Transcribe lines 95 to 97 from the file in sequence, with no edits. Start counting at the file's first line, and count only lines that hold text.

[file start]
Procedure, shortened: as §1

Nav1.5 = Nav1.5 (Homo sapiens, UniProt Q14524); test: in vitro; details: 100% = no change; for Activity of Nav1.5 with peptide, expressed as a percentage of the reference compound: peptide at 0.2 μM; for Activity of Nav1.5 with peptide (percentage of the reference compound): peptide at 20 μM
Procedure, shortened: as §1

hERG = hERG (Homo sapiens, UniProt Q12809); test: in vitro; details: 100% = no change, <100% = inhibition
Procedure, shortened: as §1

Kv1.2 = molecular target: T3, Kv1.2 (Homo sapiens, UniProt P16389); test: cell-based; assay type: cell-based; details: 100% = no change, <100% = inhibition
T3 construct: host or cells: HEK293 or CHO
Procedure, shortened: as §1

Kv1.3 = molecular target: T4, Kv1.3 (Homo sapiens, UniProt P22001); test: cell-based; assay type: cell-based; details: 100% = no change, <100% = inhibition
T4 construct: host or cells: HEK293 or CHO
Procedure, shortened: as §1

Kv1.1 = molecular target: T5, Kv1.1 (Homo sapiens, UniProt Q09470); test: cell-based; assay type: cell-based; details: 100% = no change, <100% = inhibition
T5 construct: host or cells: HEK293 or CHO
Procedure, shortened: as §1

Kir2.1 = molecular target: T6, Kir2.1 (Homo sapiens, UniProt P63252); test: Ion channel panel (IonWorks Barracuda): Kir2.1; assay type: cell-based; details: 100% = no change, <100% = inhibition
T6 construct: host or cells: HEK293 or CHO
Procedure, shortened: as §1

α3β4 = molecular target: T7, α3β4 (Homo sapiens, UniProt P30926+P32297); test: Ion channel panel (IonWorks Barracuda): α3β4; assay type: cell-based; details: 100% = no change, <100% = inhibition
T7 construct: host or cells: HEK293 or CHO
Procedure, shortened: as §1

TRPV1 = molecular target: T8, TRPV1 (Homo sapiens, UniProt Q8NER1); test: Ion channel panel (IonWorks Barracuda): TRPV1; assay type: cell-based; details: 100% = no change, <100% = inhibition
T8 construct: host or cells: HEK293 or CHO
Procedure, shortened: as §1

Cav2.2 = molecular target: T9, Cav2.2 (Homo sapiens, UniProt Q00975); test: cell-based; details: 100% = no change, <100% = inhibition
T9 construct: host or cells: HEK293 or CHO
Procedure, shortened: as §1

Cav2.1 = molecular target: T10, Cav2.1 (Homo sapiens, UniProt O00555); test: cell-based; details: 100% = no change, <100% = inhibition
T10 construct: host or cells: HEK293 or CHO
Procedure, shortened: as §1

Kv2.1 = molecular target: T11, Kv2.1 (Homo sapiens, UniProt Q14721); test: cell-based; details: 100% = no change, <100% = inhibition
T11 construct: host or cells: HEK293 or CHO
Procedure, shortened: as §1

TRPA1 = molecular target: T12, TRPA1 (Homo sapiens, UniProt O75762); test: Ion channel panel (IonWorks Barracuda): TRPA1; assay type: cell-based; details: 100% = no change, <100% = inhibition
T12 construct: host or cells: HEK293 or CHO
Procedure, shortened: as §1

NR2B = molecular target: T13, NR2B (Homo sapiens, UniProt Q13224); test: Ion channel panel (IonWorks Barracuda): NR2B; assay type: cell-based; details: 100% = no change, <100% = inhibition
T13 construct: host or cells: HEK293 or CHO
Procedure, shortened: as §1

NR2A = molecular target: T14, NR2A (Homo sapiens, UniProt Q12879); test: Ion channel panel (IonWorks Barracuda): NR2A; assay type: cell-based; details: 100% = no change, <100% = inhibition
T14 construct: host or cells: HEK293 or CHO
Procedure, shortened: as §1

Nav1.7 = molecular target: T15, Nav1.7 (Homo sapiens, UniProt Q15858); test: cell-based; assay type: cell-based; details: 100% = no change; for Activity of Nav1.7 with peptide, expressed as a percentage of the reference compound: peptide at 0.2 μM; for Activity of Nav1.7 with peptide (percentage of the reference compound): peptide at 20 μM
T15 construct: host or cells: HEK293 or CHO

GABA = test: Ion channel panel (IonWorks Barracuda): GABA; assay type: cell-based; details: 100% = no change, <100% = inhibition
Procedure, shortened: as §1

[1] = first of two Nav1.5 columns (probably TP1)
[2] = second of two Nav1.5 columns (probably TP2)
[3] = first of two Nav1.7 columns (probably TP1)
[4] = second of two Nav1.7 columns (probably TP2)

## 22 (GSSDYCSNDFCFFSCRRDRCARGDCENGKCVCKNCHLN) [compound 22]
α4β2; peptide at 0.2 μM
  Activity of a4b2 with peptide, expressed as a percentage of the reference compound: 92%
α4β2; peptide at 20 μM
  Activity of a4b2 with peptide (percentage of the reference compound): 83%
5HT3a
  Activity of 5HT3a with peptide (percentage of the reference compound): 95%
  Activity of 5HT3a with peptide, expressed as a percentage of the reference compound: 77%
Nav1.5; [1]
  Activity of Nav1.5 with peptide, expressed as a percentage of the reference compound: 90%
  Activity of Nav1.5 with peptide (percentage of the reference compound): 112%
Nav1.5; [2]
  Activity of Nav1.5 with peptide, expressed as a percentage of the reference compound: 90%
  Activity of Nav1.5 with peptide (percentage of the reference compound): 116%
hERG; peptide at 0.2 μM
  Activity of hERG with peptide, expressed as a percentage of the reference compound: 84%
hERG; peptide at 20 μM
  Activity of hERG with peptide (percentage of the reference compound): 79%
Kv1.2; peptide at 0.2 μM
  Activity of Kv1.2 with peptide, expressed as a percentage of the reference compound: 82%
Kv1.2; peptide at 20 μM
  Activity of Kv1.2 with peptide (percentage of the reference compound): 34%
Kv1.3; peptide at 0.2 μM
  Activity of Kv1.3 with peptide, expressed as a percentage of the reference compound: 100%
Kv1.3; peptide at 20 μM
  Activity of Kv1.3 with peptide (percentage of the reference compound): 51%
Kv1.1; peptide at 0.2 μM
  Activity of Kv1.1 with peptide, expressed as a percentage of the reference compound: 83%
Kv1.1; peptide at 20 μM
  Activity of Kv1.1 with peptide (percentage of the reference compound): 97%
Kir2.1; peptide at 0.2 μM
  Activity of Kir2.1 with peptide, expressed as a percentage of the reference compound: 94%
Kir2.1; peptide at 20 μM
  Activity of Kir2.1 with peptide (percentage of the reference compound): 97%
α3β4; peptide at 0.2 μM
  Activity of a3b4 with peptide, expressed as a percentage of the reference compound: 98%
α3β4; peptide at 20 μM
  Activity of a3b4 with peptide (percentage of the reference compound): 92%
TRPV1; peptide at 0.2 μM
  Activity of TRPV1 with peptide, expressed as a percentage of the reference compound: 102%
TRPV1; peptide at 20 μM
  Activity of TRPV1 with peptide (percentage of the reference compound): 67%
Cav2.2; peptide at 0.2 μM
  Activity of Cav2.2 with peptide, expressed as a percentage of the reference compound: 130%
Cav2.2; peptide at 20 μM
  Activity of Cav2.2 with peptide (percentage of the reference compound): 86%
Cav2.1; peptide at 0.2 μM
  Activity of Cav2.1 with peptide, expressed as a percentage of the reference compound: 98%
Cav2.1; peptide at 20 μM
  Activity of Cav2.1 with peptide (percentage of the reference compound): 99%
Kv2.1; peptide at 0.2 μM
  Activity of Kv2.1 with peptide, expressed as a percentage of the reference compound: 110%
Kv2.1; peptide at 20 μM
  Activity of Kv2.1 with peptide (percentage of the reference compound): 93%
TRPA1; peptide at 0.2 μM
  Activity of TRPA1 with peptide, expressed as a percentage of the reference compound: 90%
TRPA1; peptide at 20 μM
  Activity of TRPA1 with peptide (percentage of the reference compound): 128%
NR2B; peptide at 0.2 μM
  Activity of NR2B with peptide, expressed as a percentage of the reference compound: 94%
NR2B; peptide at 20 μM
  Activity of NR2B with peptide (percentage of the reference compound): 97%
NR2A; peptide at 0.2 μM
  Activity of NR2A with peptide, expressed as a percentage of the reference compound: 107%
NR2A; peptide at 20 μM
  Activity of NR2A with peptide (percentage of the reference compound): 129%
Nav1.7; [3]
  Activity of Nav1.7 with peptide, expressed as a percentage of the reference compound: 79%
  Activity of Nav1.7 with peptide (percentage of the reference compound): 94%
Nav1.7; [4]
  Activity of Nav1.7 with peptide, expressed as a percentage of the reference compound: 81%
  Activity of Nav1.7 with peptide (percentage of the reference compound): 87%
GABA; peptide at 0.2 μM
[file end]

  Activity of Cav2.2 with peptide (percentage of the reference compound): 86%
Cav2.1; peptide at 0.2 μM
  Activity of Cav2.1 with peptide, expressed as a percentage of the reference compound: 98%